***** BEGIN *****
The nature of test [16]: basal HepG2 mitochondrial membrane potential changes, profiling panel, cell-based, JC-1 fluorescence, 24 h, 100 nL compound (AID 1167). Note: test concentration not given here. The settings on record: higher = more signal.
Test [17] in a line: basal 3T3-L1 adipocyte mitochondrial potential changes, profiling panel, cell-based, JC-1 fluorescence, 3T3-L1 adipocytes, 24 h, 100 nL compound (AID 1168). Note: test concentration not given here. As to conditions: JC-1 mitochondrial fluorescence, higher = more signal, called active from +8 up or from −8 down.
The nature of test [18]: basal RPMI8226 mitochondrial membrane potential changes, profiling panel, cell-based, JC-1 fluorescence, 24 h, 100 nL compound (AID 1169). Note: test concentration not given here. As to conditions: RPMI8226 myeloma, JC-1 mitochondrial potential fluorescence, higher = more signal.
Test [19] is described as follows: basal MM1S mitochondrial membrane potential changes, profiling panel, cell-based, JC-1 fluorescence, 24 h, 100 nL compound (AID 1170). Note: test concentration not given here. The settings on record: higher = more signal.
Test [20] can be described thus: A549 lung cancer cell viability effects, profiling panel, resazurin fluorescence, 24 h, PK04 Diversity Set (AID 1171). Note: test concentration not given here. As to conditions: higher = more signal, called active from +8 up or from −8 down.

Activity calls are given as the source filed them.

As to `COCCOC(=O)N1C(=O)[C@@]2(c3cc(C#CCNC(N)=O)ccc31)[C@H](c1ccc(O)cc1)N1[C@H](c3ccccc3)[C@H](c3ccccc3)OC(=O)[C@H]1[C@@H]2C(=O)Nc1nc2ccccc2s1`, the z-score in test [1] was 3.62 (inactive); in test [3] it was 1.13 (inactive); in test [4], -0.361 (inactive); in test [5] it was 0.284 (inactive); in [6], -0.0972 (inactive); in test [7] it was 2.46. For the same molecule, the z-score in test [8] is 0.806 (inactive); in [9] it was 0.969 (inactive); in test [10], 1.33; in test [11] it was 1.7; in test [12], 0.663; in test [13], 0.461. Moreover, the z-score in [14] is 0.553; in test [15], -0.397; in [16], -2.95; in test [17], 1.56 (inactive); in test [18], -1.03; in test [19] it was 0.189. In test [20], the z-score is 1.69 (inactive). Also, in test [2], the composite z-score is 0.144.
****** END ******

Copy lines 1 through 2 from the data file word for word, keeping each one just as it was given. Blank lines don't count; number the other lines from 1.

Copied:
The nature of test [16]: basal HepG2 mitochondrial membrane potential changes, profiling panel, cell-based, JC-1 fluorescence, 24 h, 100 nL compound (AID 1167). Note: test concentration not given here. The settings on record: higher = more signal.
Test [17] in a line: basal 3T3-L1 adipocyte mitochondrial potential changes, profiling panel, cell-based, JC-1 fluorescence, 3T3-L1 adipocytes, 24 h, 100 nL compound (AID 1168). Note: test concentration not given here. As to conditions: JC-1 mitochondrial fluorescence, higher = more signal, called active from +8 up or from −8 down.